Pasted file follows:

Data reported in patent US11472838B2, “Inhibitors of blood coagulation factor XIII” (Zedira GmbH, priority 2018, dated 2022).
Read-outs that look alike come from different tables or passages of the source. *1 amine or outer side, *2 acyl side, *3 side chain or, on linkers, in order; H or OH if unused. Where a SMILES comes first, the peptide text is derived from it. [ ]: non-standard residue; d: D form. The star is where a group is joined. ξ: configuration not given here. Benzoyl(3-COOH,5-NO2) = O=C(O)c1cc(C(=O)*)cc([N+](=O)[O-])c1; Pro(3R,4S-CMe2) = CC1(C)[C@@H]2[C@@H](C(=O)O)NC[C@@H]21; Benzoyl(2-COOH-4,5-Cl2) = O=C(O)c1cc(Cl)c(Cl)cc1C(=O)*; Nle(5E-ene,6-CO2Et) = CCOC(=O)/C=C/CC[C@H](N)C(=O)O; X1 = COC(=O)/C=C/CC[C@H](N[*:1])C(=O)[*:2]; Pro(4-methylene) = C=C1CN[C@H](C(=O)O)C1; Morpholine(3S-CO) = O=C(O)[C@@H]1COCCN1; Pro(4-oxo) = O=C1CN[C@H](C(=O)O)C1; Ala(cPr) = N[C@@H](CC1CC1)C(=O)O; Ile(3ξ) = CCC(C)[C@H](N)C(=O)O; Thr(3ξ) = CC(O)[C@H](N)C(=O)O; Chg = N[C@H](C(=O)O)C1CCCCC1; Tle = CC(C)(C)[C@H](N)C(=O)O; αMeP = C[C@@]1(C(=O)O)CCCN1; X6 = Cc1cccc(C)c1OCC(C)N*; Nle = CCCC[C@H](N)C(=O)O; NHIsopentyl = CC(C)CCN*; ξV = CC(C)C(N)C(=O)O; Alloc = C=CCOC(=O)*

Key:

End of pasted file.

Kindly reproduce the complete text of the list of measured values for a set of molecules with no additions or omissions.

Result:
Data reported in patent US11472838B2, “Inhibitors of blood coagulation factor XIII” (Zedira GmbH, priority 2018, dated 2022).
Read-outs that look alike come from different tables or passages of the source. *1 amine or outer side, *2 acyl side, *3 side chain or, on linkers, in order; H or OH if unused. Where a SMILES comes first, the peptide text is derived from it. [ ]: non-standard residue; d: D form. The star is where a group is joined. ξ: configuration not given here. Benzoyl(3-COOH,5-NO2) = O=C(O)c1cc(C(=O)*)cc([N+](=O)[O-])c1; Pro(3R,4S-CMe2) = CC1(C)[C@@H]2[C@@H](C(=O)O)NC[C@@H]21; Benzoyl(2-COOH-4,5-Cl2) = O=C(O)c1cc(Cl)c(Cl)cc1C(=O)*; Nle(5E-ene,6-CO2Et) = CCOC(=O)/C=C/CC[C@H](N)C(=O)O; X1 = COC(=O)/C=C/CC[C@H](N[*:1])C(=O)[*:2]; Pro(4-methylene) = C=C1CN[C@H](C(=O)O)C1; Morpholine(3S-CO) = O=C(O)[C@@H]1COCCN1; Pro(4-oxo) = O=C1CN[C@H](C(=O)O)C1; Ala(cPr) = N[C@@H](CC1CC1)C(=O)O; Ile(3ξ) = CCC(C)[C@H](N)C(=O)O; Thr(3ξ) = CC(O)[C@H](N)C(=O)O; Chg = N[C@H](C(=O)O)C1CCCCC1; Tle = CC(C)(C)[C@H](N)C(=O)O; αMeP = C[C@@]1(C(=O)O)CCCN1; X6 = Cc1cccc(C)c1OCC(C)N*; Nle = CCCC[C@H](N)C(=O)O; NHIsopentyl = CC(C)CCN*; ξV = CC(C)C(N)C(=O)O; Alloc = C=CCOC(=O)*

Key: